“Everyone was hitting good shots,” McIlroy said. “That’s all we were seeing, and it’s nice when you play in a group like that. You feed off one another.” 


    Full-field scores from the Abu Dhabi HSBC Championship


    Coming off a blowout victory at Kapalua, Johnson is searching for his first regular European Tour title. He tied for second at this event a year ago.

    Johnson’s second-round 64 equaled the low round of the day (Jorge Campillo and Branden Grace). 

    “It was just really solid all day long,” Johnson said. “Hit a lot of great shots, had a lot of looks at birdies, which is what I need to do over the next two days if I want to have a chance to win on Sunday.” 

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    Closing eagle moves Rory within 3 in Abu Dhabi

    By Ryan LavnerJanuary 19, 2018, 12:57 pm

    What rust? Rory McIlroy appears to be in midseason form.

    Playing competitively for the first time since Oct. 8, McIlroy completed 36 holes without a bogey Friday, closing with an eagle to shoot 6-under 66 to sit just three shots back at the Abu Dhabi HSBC Championship.

    “I’m right in the mix after two days and I’m really happy in that position,” he told reporters afterward.

    McIlroy took a 3 ½-month break to heal his body, clear his mind and work on his game after his first winless year since 2008, his first full season as a pro.

    He's back on track at a familiar playground, Abu Dhabi Golf Club, where he’s racked up eight top-11s (including six top-3s) in his past nine starts there.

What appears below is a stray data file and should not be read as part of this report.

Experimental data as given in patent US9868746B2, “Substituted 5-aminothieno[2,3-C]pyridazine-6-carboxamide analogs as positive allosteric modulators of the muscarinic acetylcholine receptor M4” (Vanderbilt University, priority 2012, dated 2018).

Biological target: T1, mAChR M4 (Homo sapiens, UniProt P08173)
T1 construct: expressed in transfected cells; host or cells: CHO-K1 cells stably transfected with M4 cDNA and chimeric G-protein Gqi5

Full-field scores from the Abu Dhabi HSBC Championship


    McIlroy opened with a 69 Thursday, then gave himself even more chances on Day 2, cruising along at 4 under for the day when he reached the par-5 closing hole. After launching a 249-yard long iron to 25 feet, he poured in the eagle putt to pull within three shots of Thomas Pieters (65). 

    Despite the layoff, McIlroy edged world No. 1 Dustin Johnson, coming off a blowout victory at Kapalua, by a shot over the first two rounds. 

    “DJ is definitely the No. 1 player in the world right now, and one of, if not the best, driver of the golf ball," McIlroy said. "To be up there with him over these first two days, it proves to me that I’m doing the right things and gives me a lot of confidence going forward.”

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    Duke to fill in for injured Pavin at CareerBuilder

    By Ryan LavnerJanuary 19, 2018, 12:25 pm

    Ken Duke will fill in for Corey Pavin for the next two rounds of the CareerBuilder Challenge – with nothing at stake but his amateur partner’s position on the leaderboard.

    Pavin was 4 over par when he withdrew after 17 holes Thursday because of a neck injury. Tournament officials contacted Duke, the first alternate, and asked if he would take Pavin’s spot and partner with Luis Lopez for the next two rounds, even though he would not receive any official money.

    Duke accepted and explained his decision on Twitter:

    Playing on past champion’s status, the 48-year-old Duke has made only four starts this season, with a best finish of a tie for 61st at the RSM Classic.

    Pavin received a sponsor exemption into the event, his first PGA Tour start since the 2015 Colonial.